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Excavating MemorySites of Remembering and Forgetting$
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Maria Theresia Starzmann and John R. Roby

Print publication date: 2016

Print ISBN-13: 9780813061603

Published to Florida Scholarship Online: September 2016

DOI: 10.5744/florida/9780813061603.001.0001

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PRINTED FROM FLORIDA SCHOLARSHIP ONLINE (www.florida.universitypressscholarship.com). (c) Copyright University Press of Florida, 2021. All Rights Reserved. An individual user may print out a PDF of a single chapter of a monograph in FLASO for personal use.date: 21 September 2021

The Future of the Painful Past

The Future of the Painful Past

Archival Labor and Materiality in the South Asian American Digital Archive

Chapter:
(p.376) 17 The Future of the Painful Past
Source:
Excavating Memory
Author(s):

Michelle Caswell

Publisher:
University Press of Florida
DOI:10.5744/florida/9780813061603.003.0018

This chapter uncovers the archival labor and expertise involved in the presentation of a single record in an online archive. By tracing the “social life” of a suicide note in the South Asian American Digital Archive—its creation, preservation, archivization, appraisal, digitization, and reception—this chapter exposes the complex social, ethical, and technical issues that mediate the appearance of records in digital archives. This discussion brings to fore the materiality of digital records, unveiling how digitizing paper records transforms them from one material form to another and, in so doing, constitutes a series of technical, professional, and ethical judgments. It also exposes the role of the archivist in producing and exposing historical meanings and silences, ultimately affirming the importance of the archivist, archival labor and expertise, and archives as social institutions in shaping collective memory of painful pasts.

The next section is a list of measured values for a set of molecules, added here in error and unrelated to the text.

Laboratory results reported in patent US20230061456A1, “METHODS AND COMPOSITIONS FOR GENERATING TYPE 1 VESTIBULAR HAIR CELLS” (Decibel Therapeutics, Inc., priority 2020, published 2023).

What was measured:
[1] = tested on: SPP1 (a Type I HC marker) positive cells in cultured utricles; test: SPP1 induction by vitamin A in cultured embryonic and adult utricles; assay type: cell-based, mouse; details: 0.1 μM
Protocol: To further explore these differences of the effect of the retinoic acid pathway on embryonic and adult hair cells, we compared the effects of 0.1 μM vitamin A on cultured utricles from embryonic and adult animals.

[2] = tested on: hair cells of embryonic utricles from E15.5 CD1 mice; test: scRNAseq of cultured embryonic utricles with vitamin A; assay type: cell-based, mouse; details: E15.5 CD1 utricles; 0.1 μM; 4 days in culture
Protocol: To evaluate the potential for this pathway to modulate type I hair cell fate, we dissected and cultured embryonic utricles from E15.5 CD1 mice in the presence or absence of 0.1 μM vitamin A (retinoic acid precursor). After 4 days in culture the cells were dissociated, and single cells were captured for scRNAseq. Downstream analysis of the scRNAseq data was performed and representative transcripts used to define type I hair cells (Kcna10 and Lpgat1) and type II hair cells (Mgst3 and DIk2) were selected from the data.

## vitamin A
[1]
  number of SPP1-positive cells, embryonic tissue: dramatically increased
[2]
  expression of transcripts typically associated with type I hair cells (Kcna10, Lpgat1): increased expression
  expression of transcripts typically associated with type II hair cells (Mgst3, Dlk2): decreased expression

Keywords:   Archives, Digital Archives, Silence, Ethics, Collective Memory

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